The 5 SPF myths you need to know

It's summer and boat trip season! If you live in Hong Kong, how can you get away without some gorgeous #summertan? The reason I was inspired to write this post is because I recently came across an "organic beauty" brand that promotes the use of their coconut oil as sunscreen. My response is...

What the fuck?

 

The basics

 From http://www.lighting.philips.com/b-dam/b2b-li/en_AA/products/special-lighting/uv-purification/uv-tech.jpg

From http://www.lighting.philips.com/b-dam/b2b-li/en_AA/products/special-lighting/uv-purification/uv-tech.jpg

UV radiation can be classified as UVA, UVB, or UVC.

UVA (a cue to remember is A for Aging):

  • Longest wavelength among the three,

  • up to 95% of UV radiation reaching the Earth’s surface.

  • 30 to 50 times more prevalent than UVB.

  • It penetrates the skin more deeply than UVB, has long been known to play a major part in skin aging and wrinkling (photoaging), and suspect to cause skin cancer under prolonged exposure.

  • Similar intensity during all daylight hours, can penetrate clouds and glass.

UVB:

  • Shorter wavelength than UVA, but chief cause of skin reddening and sunburn. UVB rays do not significantly penetrate glass.

Most UVC is absorbed by the ozone layer and does not reach the earth, so we don't have to worry about it for now.

You see, the main enemy is UVB and more importantly UVA because of its ubiquity and “invisible” impact (you don’t know you’re ‘burnt’ because you’re skin won’t turn red).

spf only does part of the job

Anyone who tells you that you only need SPF is only telling you half the story.

SPF refers to 'sun protection factor': how long you can stay in the sun without getting sunburnt while wearing that product. Say if you normally get a sunburnt in the sun after 30 minutes, then applying an SPF of 15 means you can stay under the sun without getting sunburnt for 15 times of your normal 'sunburnt threshold', so 30 mins x 15 = 7.5 hours. It is not a fixed degree of protection. What I'm trying to say is, an SPF of 15 on you is not of equivalent strength on your bestie.

Having a high SPF sunscreen isn't the end of the story. SPF only protects against UVB.

For UVA, you need PA (Protection Grade of UVA grading). 

 

the common misconceptions

(1) Applying SPF 15 doesn't mean you get SPF 15 protection

Nope. It depends on how much you put. Applying too little of the sunscreen gets you less SPF, and applying too much, no matter how much more, will only get you  SPF 15 - it doesn't add up and go above 15.  According to the Skin Cancer Foundation [1], "to achieve the SPF reflected on a bottle of sunscreen, you should use approximately two milligrams of sunscreen per square centimeter of skin. In practice, this means applying the equivalent of a shot glass (two tablespoons) of sunscreen to the exposed areas of the face and body – a nickel-sized dollop to the face alone." In reality, most of us don't wear that much, so if SPF 15 is the recommended protection level, most of us are not wearing enough. Perhaps a way is to buy higher SPF, and apply the same amount as we would for SPF 15, so as to increase our protection level?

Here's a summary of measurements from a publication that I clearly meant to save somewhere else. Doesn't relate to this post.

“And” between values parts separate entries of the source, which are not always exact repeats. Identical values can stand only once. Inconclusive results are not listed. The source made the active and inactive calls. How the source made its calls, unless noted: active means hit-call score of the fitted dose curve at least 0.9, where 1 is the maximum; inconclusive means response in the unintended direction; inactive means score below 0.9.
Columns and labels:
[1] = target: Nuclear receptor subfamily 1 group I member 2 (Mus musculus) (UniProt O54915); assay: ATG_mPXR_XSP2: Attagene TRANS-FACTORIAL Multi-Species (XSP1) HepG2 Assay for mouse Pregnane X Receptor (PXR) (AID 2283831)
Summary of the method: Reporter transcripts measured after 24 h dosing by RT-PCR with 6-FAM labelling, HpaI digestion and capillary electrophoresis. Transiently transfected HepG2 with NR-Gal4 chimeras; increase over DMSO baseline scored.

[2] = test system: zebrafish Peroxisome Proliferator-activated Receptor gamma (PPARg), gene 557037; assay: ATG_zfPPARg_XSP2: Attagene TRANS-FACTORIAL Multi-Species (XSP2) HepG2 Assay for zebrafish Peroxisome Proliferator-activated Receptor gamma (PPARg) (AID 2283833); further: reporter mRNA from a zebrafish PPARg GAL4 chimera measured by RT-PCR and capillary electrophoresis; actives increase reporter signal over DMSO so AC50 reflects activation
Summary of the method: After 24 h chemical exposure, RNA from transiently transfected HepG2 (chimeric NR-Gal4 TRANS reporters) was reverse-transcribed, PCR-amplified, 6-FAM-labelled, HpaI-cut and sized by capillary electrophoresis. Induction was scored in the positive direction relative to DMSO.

(2) No sunscreen is 'perfect'

No sunscreen can block all UV rays. SPF 15 filters out approximately 93% of all incoming UVB rays. SPF 30 keeps out 97% and SPF 50 keeps out 98%. And we're just talking about UVB. In Asia, a lot of our sunscreen includes PA grades, which is great. In Western countries, you might see some sunscreen with the word 'broad spectrum', referring to UVA protection.

 

(3) SPF 80 is NOT much better than SPF 50

Depends what your 'much' means, but SPF above 50 doesn't get much more protection than SPF 50. In fact, the US FDA had a proposed rule in 2011 that they would ban products labelling itself as SPF 50+ because "there is not sufficient data to show that products with SPF values higher than 50 provide greater protection for users than products with SPF values of 50" [2]. This might mislead consumers to think that they have enough protection under the sun without reapplying. 

 

(4) Water-resistant does not mean it is water-proof

Water-resistant does not mean water-proof. It will still wear off at some point. Make sure you re-apply sunscreen every 1 hour or so, even though it says water-resistant. In US, to be a 'water-resistant' sunscreen, it means the label’s SPF’s value has been measured after application, 40 mins of water immersion, and/or 80 minutes of water immersion [2].  If, a sunscreen has a measurement of SPF 60 after application before submersion, but drops to SPF 55 after 40 mins of water immersion, the manufacturer can choose to list either "water-resistant 40 mins, SPF 55" or "SPF 60 (but no water-resistant)". In the US, water-immersion tests must go through cycles of 20 mins of immersion of water + 15 mins of drying, repeat to accumulate 40 & 80 mins of water immersion [3].